A zipped-up tunable metal coordinated cationic polymer for nanomedicine†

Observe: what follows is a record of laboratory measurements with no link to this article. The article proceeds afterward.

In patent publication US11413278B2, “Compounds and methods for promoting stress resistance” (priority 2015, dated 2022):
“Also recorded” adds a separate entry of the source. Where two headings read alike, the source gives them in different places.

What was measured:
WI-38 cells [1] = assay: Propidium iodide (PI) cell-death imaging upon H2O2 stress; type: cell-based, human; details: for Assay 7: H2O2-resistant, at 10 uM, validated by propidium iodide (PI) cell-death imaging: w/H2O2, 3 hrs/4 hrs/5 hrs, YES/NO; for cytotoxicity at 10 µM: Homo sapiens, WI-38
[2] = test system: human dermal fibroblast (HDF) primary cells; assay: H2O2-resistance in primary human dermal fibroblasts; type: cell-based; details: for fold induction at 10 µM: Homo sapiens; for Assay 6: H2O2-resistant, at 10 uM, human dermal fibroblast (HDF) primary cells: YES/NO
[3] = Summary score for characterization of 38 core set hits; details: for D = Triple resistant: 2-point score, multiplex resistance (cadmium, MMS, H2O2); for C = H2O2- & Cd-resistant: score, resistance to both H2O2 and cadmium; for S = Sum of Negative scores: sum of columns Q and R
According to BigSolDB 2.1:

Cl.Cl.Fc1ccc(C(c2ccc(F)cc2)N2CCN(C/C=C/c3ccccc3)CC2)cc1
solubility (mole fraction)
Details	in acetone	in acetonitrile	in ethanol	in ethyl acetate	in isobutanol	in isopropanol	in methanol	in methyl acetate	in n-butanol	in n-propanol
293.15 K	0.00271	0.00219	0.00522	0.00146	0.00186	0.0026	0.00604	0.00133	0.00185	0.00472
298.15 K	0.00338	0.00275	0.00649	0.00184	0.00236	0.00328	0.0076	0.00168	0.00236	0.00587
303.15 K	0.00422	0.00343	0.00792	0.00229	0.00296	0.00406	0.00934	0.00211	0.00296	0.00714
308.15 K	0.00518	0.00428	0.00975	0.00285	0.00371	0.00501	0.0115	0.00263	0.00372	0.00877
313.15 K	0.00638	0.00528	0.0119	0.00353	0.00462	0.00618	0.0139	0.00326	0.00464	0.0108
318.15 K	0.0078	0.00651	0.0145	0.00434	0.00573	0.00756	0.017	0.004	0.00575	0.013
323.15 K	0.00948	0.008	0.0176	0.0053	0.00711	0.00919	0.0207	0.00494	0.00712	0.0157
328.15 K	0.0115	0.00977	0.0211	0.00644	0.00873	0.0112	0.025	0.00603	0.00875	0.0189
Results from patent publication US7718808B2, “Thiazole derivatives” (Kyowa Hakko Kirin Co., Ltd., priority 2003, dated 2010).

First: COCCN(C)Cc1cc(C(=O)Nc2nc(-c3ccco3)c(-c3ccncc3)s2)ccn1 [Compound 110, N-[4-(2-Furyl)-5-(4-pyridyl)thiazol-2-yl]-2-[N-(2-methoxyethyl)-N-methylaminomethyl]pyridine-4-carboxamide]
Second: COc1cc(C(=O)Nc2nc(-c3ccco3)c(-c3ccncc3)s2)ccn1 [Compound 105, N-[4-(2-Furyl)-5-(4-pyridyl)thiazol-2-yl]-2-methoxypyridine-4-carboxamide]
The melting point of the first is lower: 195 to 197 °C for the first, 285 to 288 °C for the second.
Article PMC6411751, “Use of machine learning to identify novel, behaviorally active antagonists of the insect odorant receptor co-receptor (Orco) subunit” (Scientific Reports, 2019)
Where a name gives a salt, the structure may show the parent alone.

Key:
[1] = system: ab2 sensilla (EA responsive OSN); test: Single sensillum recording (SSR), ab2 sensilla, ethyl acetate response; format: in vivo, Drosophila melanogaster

Incorporating metal elements into polymers is a feasible means to fabricate new materials with multiple functionalities. In this work, a metal coordinated cationic polymer (MCCP) was developed. Ferric ions were incorporated into the polyethyleneimine-β-cyclodextrin (PC) polymer chain via coordination to produce a zipped-up polymer with a micro-ordered and macro-disordered topological structure. By varying the metal concentration, a tunable superstructure could be formed on the nano-templates via the “zipping” effect. In addition, the physicochemical properties of the assembly of MCCPs and nucleic acids were tailored by tuning the composition of the metal ions and polymers. The loading efficiency of Rhodamine-B by MCCPs was enhanced. The in vitro and in vivo results showed that the hybrid materials could be adjusted to deliver nucleic acids or small molecules with good performance and acquired the capacity of generating reactive oxygen species in tumor cells. Thus, the tunable and multifunctional MCCP system has great potential in nanomedicine and biomaterial science.